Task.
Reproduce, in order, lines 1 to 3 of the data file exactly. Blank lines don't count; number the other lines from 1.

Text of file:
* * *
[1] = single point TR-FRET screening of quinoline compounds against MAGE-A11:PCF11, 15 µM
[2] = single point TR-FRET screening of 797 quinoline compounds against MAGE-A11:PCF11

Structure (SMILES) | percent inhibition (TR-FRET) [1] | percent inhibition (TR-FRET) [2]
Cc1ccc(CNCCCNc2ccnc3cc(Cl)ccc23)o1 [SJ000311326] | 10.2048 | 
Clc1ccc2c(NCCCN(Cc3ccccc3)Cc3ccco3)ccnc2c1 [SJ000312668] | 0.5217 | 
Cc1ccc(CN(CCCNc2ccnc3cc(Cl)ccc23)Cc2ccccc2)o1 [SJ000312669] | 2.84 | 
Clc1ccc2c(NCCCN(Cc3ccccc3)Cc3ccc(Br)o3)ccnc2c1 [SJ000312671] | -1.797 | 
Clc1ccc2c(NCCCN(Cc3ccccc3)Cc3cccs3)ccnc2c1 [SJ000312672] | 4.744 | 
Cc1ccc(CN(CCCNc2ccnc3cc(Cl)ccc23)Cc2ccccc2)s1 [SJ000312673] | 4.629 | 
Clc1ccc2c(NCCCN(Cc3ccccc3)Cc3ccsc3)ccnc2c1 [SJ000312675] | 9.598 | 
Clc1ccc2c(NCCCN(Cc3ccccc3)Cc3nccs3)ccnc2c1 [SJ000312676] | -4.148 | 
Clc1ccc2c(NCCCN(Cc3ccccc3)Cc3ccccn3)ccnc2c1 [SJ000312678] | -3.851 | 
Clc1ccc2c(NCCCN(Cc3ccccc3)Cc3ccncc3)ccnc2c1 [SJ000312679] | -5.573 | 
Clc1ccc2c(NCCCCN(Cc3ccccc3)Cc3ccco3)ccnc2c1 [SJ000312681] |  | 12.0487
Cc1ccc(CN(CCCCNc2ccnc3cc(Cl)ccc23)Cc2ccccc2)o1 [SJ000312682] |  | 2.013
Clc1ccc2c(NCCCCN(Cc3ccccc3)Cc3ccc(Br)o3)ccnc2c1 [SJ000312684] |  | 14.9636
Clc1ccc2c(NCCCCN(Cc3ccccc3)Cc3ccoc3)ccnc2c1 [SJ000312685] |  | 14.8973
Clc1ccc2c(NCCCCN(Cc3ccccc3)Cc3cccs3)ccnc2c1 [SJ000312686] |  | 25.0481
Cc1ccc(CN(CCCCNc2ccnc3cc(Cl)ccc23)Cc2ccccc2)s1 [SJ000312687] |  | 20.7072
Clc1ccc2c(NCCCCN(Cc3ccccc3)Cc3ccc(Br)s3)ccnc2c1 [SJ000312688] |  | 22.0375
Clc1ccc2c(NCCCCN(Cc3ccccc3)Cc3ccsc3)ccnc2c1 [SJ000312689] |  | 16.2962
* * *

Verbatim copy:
[1] = single point TR-FRET screening of quinoline compounds against MAGE-A11:PCF11, 15 µM
[2] = single point TR-FRET screening of 797 quinoline compounds against MAGE-A11:PCF11

Structure (SMILES) | percent inhibition (TR-FRET) [1] | percent inhibition (TR-FRET) [2]